Embassytown is an excellent and astonishingly original science fiction novel. It is also a clever subversion of C.S. Lewis’s Perelandra, defending as it does a literally Satanic theme in its rationalization of the intentional corruption of innocence. As such, it could be considered to be a philosophical novel of the sort that Umberto Eco writes; this is the sole aspect of the book that is both weak and unoriginal. But the trivial nature of the philosophical aspect does not detract from the novel in the slightest, as very few readers indeed will be aware of either the subversion or the subtext despite the relatively clear suggestions provided by Mieville.
The story concerns a human colony of the future that is established on a very distant planet inhabited by a strange and sentient alien race that speaks a unique language that involves two simultaneous voices. In order to communicate with the aliens, it is necessary for humans to speak in specially trained, genetically identical pairs because the alien’s link between Language and mind is such that the aliens cannot understand the sounds even if they are reproduced accurately by machines or unrelated human pairs. These trained pairs, called Ambassadors, are the colony’s only means of communicating with the aliens, whose biotechnology is required for them to survive given their very limited support from the human empire to which they owe a rather tenuous allegiance.
Problems begin to creep in when an unusual ambassadorial pair is sent to the colony, a pair that is able to communicate to the aliens despite being genetically unmatched. Their speech acts upon the aliens like a drug, which rapidly causes the collapse of the alien civilization and the near-collapse of the human colony that depends upon it. This unusual, and intriguing plot serves as the basis for a very shallow philosophical debate concerning original sin and the question of whether it is better to be innocent and incapable of speaking untruth or fallen and informed.
Like Perelandra, it is a tale of the Garden of Eden, but in this case, the Fall is not only presented as a triumph of sorts, albeit a bitter one, but also an event that is necessary for the survival of the species.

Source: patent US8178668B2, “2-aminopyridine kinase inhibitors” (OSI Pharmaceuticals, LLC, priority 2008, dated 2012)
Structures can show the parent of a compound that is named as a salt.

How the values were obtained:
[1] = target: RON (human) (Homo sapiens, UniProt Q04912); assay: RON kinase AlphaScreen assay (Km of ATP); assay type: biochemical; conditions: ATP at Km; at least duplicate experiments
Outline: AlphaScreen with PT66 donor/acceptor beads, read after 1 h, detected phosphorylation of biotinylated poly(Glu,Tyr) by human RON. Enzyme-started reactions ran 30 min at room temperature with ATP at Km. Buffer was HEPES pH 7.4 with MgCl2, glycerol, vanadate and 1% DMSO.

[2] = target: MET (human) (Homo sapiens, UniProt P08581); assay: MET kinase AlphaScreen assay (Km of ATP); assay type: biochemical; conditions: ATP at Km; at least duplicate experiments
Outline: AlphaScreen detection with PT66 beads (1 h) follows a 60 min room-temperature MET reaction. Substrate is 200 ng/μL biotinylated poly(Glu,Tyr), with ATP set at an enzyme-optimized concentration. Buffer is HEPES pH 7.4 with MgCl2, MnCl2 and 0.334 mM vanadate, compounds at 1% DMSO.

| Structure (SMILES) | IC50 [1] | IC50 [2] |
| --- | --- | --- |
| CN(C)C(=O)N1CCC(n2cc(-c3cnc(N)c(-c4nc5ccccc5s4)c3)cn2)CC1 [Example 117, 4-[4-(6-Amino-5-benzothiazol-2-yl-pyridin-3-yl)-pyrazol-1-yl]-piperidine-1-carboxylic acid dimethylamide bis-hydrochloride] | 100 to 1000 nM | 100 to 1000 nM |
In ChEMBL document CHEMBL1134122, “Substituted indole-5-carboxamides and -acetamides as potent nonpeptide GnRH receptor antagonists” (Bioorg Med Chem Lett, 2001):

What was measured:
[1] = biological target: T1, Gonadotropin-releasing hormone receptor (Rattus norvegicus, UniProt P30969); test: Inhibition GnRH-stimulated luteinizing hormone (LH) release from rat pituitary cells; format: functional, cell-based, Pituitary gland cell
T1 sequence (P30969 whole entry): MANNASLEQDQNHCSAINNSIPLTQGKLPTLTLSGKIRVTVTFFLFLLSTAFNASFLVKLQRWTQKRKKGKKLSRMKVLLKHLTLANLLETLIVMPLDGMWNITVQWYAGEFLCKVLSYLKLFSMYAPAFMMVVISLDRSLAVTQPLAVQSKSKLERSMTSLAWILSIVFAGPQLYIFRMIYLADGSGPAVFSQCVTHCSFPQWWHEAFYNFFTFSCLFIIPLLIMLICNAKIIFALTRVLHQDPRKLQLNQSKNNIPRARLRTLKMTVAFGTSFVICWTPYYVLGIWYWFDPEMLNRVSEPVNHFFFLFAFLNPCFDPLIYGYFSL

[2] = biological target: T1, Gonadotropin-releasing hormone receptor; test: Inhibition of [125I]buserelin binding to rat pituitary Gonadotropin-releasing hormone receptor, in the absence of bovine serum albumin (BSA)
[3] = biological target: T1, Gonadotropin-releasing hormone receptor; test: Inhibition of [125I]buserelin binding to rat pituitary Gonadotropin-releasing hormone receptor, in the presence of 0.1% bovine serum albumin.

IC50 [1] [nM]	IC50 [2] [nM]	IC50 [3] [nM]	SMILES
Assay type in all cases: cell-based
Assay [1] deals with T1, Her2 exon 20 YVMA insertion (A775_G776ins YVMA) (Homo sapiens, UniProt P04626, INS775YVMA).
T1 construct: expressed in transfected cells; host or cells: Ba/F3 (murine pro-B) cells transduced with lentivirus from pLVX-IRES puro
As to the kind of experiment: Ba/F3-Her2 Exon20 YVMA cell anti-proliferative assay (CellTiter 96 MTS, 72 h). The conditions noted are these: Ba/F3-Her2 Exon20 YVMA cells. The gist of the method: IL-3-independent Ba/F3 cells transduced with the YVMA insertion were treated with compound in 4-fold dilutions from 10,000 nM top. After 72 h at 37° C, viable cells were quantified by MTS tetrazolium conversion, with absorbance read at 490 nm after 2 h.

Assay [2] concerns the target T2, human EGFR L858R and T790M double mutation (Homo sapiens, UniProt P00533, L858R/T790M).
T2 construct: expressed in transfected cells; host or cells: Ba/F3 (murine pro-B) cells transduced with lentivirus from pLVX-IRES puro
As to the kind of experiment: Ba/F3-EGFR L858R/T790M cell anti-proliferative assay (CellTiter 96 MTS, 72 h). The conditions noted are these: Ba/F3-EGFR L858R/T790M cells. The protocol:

Style: 5 of 5. Mieville is an excellent stylist. He almost seamlessly blends his futuristic neologisms and alien terminology with warm and humanistic feeling. His sentence structures are sophisticated without feeling complicated or contorted and he has an unusual ability to provide the reader with a very clear picture of the extraordinarily bizarre constructions he envisions. He is one of the SF/F genre’s best stylists and well merits his reputation as one of the most literary science fiction authors writing today. Even the way he visually represents the exotic two-tongued alien speech is a stylistic and creative success.
Story: 4 of 5. The story in Embassytown is absorbing throughout, especially because the setting is so wholly different that the reader has almost no idea where Mieville is going to take it because he finds himself on completely alien ground. It would take many paragraphs of description to do it any justice, so I will forgo any attempt to do so and simply assert that the story is very good and leave it at that.
Characters: 3 of 5. It would perhaps be unrealistic to expect Mieville to maintain the high level of excellence he exhibits in a completely uniform manner. His characters are by no means weak, they are entirely competent and never detract from the story. But neither are they memorable or inspiring, they tend to do little more than fulfill the role they are meant to play and their motivations tend to be somewhat obscure to the reader even when Mieville takes the trouble to explain them. The protagonist, Immerser Avice Benner Cho, is almost entirely forgettable despite her unique status as a simile, her impressive intellect, and her heroism. It is somewhat amusing how Mieville can barely be bothered to waste much effort on the sexual libertinism of his characters; he appears to conclude — correctly — that what was transgressive forty years ago is simply tedious today.